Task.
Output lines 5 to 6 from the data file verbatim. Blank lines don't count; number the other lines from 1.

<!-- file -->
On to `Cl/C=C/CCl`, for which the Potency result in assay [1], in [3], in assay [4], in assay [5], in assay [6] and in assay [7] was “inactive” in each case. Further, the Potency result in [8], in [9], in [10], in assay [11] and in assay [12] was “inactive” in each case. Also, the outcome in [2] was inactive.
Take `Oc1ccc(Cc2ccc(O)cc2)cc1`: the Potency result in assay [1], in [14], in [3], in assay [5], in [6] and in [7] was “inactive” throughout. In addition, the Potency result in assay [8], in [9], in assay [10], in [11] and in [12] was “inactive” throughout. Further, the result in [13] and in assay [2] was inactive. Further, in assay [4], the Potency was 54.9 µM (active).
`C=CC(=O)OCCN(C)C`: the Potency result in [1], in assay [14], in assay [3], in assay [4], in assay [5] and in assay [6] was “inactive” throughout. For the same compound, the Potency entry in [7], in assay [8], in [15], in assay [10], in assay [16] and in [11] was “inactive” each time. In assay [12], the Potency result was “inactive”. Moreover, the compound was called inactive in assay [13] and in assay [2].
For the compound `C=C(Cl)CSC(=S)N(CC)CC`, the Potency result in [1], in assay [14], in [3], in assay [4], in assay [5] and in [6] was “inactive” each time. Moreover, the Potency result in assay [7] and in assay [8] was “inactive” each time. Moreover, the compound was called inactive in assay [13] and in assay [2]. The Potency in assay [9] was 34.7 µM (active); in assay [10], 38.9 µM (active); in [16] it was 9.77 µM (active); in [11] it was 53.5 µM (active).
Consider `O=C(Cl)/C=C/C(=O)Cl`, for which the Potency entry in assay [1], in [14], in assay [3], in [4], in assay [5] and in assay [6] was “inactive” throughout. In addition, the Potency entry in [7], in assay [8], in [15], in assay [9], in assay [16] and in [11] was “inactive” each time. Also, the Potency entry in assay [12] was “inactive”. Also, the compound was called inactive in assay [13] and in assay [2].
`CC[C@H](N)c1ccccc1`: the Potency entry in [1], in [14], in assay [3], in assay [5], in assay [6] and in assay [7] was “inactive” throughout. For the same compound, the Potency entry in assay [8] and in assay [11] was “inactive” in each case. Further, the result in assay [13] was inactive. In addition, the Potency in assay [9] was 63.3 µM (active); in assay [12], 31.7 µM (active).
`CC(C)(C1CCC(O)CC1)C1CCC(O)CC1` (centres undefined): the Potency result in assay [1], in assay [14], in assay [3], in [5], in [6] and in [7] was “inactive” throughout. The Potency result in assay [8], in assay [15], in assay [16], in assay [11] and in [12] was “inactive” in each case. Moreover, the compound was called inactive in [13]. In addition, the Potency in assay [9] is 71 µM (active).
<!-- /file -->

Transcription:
Consider `O=C(Cl)/C=C/C(=O)Cl`, for which the Potency entry in assay [1], in [14], in assay [3], in [4], in assay [5] and in assay [6] was “inactive” throughout. In addition, the Potency entry in [7], in assay [8], in [15], in assay [9], in assay [16] and in [11] was “inactive” each time. Also, the Potency entry in assay [12] was “inactive”. Also, the compound was called inactive in assay [13] and in assay [2].
`CC[C@H](N)c1ccccc1`: the Potency entry in [1], in [14], in assay [3], in assay [5], in assay [6] and in assay [7] was “inactive” throughout. For the same compound, the Potency entry in assay [8] and in assay [11] was “inactive” in each case. Further, the result in assay [13] was inactive. In addition, the Potency in assay [9] was 63.3 µM (active); in assay [12], 31.7 µM (active).